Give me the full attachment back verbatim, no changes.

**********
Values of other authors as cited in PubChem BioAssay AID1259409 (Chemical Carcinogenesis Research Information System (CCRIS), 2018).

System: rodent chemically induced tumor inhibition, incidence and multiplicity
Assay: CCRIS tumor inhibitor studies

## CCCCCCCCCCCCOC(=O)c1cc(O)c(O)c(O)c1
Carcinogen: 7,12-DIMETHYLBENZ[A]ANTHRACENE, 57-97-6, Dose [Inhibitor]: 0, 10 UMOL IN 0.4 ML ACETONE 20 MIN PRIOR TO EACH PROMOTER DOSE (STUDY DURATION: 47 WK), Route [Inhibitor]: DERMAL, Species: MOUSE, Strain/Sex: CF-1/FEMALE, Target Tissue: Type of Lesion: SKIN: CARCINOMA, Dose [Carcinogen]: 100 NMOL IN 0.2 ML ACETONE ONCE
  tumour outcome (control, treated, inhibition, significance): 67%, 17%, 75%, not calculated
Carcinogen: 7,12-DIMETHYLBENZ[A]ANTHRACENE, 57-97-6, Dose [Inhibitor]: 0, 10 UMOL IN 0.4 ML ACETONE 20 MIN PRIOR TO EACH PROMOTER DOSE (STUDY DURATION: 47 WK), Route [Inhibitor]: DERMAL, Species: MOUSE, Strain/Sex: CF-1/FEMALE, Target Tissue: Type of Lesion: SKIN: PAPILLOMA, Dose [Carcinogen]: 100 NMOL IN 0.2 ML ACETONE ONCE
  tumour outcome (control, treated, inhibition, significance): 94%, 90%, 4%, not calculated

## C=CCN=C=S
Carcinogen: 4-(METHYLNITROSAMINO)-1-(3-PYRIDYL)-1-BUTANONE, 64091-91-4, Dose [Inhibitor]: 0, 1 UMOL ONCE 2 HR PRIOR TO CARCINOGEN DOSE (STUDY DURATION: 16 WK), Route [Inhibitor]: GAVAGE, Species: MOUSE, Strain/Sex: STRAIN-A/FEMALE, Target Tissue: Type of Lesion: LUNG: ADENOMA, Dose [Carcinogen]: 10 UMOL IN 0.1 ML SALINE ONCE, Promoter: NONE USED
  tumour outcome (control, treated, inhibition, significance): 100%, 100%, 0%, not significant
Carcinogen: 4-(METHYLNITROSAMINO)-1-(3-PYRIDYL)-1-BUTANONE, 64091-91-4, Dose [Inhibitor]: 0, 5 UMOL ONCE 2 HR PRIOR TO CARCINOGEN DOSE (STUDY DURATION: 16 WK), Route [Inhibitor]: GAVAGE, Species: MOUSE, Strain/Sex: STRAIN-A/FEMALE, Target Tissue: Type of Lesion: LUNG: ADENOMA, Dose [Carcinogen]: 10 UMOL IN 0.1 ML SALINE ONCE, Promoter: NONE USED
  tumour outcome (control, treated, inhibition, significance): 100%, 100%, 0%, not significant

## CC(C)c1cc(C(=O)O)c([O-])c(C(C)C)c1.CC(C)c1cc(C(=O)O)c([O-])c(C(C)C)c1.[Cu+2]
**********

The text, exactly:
Values of other authors as cited in PubChem BioAssay AID1259409 (Chemical Carcinogenesis Research Information System (CCRIS), 2018).

System: rodent chemically induced tumor inhibition, incidence and multiplicity
Assay: CCRIS tumor inhibitor studies

## CCCCCCCCCCCCOC(=O)c1cc(O)c(O)c(O)c1
Carcinogen: 7,12-DIMETHYLBENZ[A]ANTHRACENE, 57-97-6, Dose [Inhibitor]: 0, 10 UMOL IN 0.4 ML ACETONE 20 MIN PRIOR TO EACH PROMOTER DOSE (STUDY DURATION: 47 WK), Route [Inhibitor]: DERMAL, Species: MOUSE, Strain/Sex: CF-1/FEMALE, Target Tissue: Type of Lesion: SKIN: CARCINOMA, Dose [Carcinogen]: 100 NMOL IN 0.2 ML ACETONE ONCE
  tumour outcome (control, treated, inhibition, significance): 67%, 17%, 75%, not calculated
Carcinogen: 7,12-DIMETHYLBENZ[A]ANTHRACENE, 57-97-6, Dose [Inhibitor]: 0, 10 UMOL IN 0.4 ML ACETONE 20 MIN PRIOR TO EACH PROMOTER DOSE (STUDY DURATION: 47 WK), Route [Inhibitor]: DERMAL, Species: MOUSE, Strain/Sex: CF-1/FEMALE, Target Tissue: Type of Lesion: SKIN: PAPILLOMA, Dose [Carcinogen]: 100 NMOL IN 0.2 ML ACETONE ONCE
  tumour outcome (control, treated, inhibition, significance): 94%, 90%, 4%, not calculated

## C=CCN=C=S
Carcinogen: 4-(METHYLNITROSAMINO)-1-(3-PYRIDYL)-1-BUTANONE, 64091-91-4, Dose [Inhibitor]: 0, 1 UMOL ONCE 2 HR PRIOR TO CARCINOGEN DOSE (STUDY DURATION: 16 WK), Route [Inhibitor]: GAVAGE, Species: MOUSE, Strain/Sex: STRAIN-A/FEMALE, Target Tissue: Type of Lesion: LUNG: ADENOMA, Dose [Carcinogen]: 10 UMOL IN 0.1 ML SALINE ONCE, Promoter: NONE USED
  tumour outcome (control, treated, inhibition, significance): 100%, 100%, 0%, not significant
Carcinogen: 4-(METHYLNITROSAMINO)-1-(3-PYRIDYL)-1-BUTANONE, 64091-91-4, Dose [Inhibitor]: 0, 5 UMOL ONCE 2 HR PRIOR TO CARCINOGEN DOSE (STUDY DURATION: 16 WK), Route [Inhibitor]: GAVAGE, Species: MOUSE, Strain/Sex: STRAIN-A/FEMALE, Target Tissue: Type of Lesion: LUNG: ADENOMA, Dose [Carcinogen]: 10 UMOL IN 0.1 ML SALINE ONCE, Promoter: NONE USED
  tumour outcome (control, treated, inhibition, significance): 100%, 100%, 0%, not significant

## CC(C)c1cc(C(=O)O)c([O-])c(C(C)C)c1.CC(C)c1cc(C(=O)O)c([O-])c(C(C)C)c1.[Cu+2]